swissVR Monitor: What do you see as the major geopolitical risks facing Swiss companies over the next 12 months?
Aldo Schellenberg: The COVID-19 pandemic and the war in Ukraine are intensifying ongoing risks and global supply chain dependence, the supply of energy (gas and electricity) and food, and government debt. The pandemic has also highlighted the fact that countries or nations throughout do not have friends, only interests – albeit shared interests – in the best-case scenario. In times of shortages, this prompts states to react instinctively with nationalist and protectionist responses that impact not only on the procurement situation for companies but also on exchange rates, inflation, and economic growth. And history teaches us that a shock to the supply side substantially increases the risk of stagflation. Russia’s aggression towards Ukraine has also transformed Europe’s existing security architecture. The policy of ’change through trade’ has failed, and the emerging new security architecture will involve increased confrontation and tension and be based on mistrust and sanctions. In geopolitical terms, we will see new blocs forming on the basis of economic, technological and military rivalries and protectionism – and that will significantly restrict Swiss businesses’ economic room for manoeuvre.
swissVR Monitor: How can the Board of Directors help to tackle these geopolitical risks?
Aldo Schellenberg: In La politique universelle (1852), journalist and politician Émile de Girardin rightly argued that governing means predicting and failure to predict is a step on the road to ruin. As a company’s strategic leadership body, the Board of Directors is responsible for actively tracking geopolitical trends, identifying the opportunities and risks these represent for the company and the sector, and drawing conclusions for how the company should respond. Alongside sectoral knowledge and specialist competencies, Boards therefore also need the skills to be able to analyse and react to geopolitical challenges.
swissVR Monitor: How is today’s world of VUCA transforming the role of the Board of Directors?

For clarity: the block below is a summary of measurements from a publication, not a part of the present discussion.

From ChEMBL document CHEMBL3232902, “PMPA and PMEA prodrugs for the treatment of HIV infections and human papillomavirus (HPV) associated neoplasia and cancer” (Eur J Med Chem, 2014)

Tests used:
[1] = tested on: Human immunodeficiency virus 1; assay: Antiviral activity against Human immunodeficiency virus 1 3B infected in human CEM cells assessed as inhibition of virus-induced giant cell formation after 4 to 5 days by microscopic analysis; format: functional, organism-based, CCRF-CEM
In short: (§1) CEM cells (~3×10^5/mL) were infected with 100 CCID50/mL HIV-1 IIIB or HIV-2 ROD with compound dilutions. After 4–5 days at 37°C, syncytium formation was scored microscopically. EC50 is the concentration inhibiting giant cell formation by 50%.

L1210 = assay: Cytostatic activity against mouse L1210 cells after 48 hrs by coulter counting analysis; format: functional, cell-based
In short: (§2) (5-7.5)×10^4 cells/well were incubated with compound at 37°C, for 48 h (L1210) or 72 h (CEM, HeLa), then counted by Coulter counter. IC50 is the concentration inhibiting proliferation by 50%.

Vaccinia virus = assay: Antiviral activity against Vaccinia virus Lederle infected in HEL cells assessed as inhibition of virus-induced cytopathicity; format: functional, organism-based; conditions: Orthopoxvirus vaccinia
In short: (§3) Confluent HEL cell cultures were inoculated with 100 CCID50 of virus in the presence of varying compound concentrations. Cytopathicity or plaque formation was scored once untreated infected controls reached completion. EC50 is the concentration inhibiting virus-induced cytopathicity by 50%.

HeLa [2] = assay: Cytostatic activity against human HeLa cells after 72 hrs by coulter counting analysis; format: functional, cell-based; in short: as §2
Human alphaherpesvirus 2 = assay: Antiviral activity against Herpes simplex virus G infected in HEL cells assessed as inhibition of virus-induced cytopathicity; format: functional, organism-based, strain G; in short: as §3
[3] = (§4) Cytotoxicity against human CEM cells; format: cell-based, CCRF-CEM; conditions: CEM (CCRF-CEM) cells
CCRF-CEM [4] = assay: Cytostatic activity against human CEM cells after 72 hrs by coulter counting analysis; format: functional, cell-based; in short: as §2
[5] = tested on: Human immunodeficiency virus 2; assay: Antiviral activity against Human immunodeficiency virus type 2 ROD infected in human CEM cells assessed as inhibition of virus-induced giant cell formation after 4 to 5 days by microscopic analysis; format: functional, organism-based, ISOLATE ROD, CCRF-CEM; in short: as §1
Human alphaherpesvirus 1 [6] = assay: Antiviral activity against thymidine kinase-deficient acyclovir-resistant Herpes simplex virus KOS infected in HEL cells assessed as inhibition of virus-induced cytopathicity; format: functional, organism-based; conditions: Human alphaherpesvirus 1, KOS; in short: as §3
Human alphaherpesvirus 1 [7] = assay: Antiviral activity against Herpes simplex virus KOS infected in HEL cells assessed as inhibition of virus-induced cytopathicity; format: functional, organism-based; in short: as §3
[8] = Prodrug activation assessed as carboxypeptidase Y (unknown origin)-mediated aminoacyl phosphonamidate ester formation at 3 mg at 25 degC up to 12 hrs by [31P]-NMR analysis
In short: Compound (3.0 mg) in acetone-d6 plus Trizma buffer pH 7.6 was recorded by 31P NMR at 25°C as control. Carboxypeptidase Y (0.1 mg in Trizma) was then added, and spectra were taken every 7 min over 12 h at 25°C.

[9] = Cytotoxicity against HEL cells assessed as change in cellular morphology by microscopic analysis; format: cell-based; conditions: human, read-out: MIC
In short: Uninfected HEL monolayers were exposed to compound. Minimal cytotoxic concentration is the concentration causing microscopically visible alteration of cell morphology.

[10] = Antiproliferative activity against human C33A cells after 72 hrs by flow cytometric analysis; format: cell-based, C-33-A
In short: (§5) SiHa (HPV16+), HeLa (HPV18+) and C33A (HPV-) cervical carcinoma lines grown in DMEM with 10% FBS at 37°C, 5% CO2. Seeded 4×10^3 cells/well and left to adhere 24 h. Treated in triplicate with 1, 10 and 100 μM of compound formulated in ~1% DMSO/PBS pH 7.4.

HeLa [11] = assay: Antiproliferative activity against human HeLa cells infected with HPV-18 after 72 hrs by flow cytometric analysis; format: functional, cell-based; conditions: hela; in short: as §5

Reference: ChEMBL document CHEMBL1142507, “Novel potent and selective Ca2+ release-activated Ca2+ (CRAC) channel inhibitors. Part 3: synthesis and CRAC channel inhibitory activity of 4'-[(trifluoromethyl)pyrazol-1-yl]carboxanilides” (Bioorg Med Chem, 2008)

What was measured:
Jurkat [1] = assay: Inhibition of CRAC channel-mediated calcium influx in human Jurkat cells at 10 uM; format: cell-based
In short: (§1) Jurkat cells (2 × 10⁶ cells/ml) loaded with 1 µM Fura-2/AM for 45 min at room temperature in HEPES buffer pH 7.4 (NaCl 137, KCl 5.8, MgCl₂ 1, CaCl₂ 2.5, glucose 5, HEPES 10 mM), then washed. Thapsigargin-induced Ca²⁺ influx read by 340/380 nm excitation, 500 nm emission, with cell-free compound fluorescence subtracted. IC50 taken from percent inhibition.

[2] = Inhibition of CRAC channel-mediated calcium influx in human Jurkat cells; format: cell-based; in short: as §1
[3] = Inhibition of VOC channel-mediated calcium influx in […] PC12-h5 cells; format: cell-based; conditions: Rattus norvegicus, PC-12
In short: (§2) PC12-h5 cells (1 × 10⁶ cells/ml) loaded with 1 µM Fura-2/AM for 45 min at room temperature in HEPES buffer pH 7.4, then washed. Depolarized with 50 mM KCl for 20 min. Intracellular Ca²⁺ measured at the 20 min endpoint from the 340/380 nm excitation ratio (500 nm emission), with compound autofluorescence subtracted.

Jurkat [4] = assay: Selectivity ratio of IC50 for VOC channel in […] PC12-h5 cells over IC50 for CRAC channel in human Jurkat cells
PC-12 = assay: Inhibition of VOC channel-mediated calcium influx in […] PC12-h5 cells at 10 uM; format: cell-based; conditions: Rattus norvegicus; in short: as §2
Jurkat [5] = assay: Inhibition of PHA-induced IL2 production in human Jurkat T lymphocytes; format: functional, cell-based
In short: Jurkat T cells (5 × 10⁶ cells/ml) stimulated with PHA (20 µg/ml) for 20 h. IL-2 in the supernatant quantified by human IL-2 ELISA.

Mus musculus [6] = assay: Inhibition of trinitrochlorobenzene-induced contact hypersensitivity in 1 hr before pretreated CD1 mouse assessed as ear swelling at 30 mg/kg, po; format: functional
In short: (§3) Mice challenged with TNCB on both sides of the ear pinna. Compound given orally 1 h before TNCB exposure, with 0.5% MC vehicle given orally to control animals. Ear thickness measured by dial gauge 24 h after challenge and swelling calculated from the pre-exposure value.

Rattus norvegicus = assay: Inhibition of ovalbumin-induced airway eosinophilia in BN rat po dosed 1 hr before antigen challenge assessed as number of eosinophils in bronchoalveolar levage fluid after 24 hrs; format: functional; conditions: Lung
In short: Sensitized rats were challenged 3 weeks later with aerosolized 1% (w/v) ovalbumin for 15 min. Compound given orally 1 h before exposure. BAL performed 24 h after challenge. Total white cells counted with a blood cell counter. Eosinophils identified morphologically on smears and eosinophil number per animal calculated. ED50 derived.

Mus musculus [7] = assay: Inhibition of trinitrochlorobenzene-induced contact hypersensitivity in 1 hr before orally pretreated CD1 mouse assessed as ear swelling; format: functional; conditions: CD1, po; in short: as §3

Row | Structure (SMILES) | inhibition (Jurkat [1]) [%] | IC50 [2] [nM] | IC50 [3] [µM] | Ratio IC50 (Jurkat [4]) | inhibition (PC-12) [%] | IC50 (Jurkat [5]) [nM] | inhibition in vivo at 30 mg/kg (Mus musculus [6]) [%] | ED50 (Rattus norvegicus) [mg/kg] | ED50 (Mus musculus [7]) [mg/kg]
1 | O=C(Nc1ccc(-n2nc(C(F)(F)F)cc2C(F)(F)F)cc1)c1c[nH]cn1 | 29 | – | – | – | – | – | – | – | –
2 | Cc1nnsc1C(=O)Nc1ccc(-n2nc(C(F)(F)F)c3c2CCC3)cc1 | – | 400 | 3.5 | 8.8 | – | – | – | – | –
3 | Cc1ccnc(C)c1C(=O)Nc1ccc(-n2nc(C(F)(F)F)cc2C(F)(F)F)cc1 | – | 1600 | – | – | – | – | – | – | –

Aldo Schellenberg: The world of VUCA (volatility, uncertainty, complexity and ambiguity) is narrowing companies’ planning horizon and requires businesses to be agile. The response to VUCA is, in fact, also VUCA – standing this time for vision, understanding, clarity and agility. VUCA requires Boards to think and act more holistically and in a more networked way. Alongside their analysis of how the current situation has come about, Boards need to identify possible future trends. This requires them to think in terms of much broader scenarios than a traditional SWOT analysis, bringing together (geo)political, environmental, economic, social, statutory and technological developments. The aim is to recognise trends and potential disruption and the impact they may have on the company. Management therefore needs to present the Board with strategies for different scenarios and information on how the company can make use of the opportunities and mitigate the risks they represent. Scenario-based risk management is crucial to agile leadership and successfully tackling crises.
swissVR Monitor: Are Boards of Directors increasingly taking on a crisis management role?
Aldo Schellenberg: The Board of Directors is the company’s strategic leadership body. Its role is to set out a clear vision, develop a company-wide understanding of VUCA, create clarity and transparency in governance and the associated roles and expectations, and put in place the prerequisites for ongoing innovation and adaptation. This includes appropriate scenario-based risk management and effective crisis management. There is an underlying risk that during a crisis, the Board spends its time on urgent operational issues rather than keeping its focus on its strategic role. Actual crisis management – that is, leading the crisis team – is the job of senior management, which can, where necessary, task the Board with specific projects. This is likely to increase the demands made on Boards in terms of the time spent on their mandate and the issues they need to tackle while remaining focused on their core strategic role. Successful crisis management requires leadership and experience in systematic and holistic decision-making under time pressure and against a background of uncertainty. The Board’s responsibility is to develop management’s core skills in this area – and, where necessary, its own skills too.
Board member at skyguide and Swiss Innovation Forces
Aldo C. Schellenberg is married with four children and lives in Zurich. Thirty years ago, he founded schellenberg consulting and still owns the company, which supports medium-sized and large companies across a range of sectors in strategically important projects. His wide-ranging experience in the area of business administration, including as a Board member, has seen him regularly called as an expert witness in civil and criminal court cases. Between 2012 and 2020, Aldo C. Schellenberg held a number of senior leadership roles in Switzerland’s armed forces as Commander of the Air Force, Chief of Joint Operations Command and Deputy Chief of the Armed Forces. His current roles include serving as a member of the Board of the Swiss air navigation service provider skyguide and of Swiss Innovation Forces. He also advises companies on governance and crisis management.